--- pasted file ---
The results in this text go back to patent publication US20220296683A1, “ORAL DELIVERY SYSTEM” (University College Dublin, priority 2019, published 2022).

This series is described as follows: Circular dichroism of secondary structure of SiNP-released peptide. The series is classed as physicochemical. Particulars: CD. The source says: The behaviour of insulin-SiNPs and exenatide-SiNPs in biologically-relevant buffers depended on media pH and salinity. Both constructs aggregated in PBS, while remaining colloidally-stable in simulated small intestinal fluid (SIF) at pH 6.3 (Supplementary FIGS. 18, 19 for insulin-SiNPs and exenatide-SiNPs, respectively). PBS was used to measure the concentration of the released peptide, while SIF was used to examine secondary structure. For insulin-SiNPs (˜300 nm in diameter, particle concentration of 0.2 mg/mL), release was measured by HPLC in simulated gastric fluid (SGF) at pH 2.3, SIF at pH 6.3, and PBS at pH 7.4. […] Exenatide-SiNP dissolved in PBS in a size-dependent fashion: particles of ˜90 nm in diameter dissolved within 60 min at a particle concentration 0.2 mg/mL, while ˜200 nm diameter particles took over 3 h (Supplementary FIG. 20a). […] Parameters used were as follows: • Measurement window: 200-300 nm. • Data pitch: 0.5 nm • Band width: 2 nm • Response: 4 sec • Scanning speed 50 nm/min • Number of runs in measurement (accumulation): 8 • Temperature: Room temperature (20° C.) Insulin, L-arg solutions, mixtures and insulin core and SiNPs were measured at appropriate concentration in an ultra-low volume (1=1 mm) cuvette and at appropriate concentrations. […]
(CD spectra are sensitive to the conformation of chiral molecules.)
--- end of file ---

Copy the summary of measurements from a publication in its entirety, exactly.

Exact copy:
The results in this text go back to patent publication US20220296683A1, “ORAL DELIVERY SYSTEM” (University College Dublin, priority 2019, published 2022).

This series is described as follows: Circular dichroism of secondary structure of SiNP-released peptide. The series is classed as physicochemical. Particulars: CD. The source says: The behaviour of insulin-SiNPs and exenatide-SiNPs in biologically-relevant buffers depended on media pH and salinity. Both constructs aggregated in PBS, while remaining colloidally-stable in simulated small intestinal fluid (SIF) at pH 6.3 (Supplementary FIGS. 18, 19 for insulin-SiNPs and exenatide-SiNPs, respectively). PBS was used to measure the concentration of the released peptide, while SIF was used to examine secondary structure. For insulin-SiNPs (˜300 nm in diameter, particle concentration of 0.2 mg/mL), release was measured by HPLC in simulated gastric fluid (SGF) at pH 2.3, SIF at pH 6.3, and PBS at pH 7.4. […] Exenatide-SiNP dissolved in PBS in a size-dependent fashion: particles of ˜90 nm in diameter dissolved within 60 min at a particle concentration 0.2 mg/mL, while ˜200 nm diameter particles took over 3 h (Supplementary FIG. 20a). […] Parameters used were as follows: • Measurement window: 200-300 nm. • Data pitch: 0.5 nm • Band width: 2 nm • Response: 4 sec • Scanning speed 50 nm/min • Number of runs in measurement (accumulation): 8 • Temperature: Room temperature (20° C.) Insulin, L-arg solutions, mixtures and insulin core and SiNPs were measured at appropriate concentration in an ultra-low volume (1=1 mm) cuvette and at appropriate concentrations. […]
(CD spectra are sensitive to the conformation of chiral molecules.)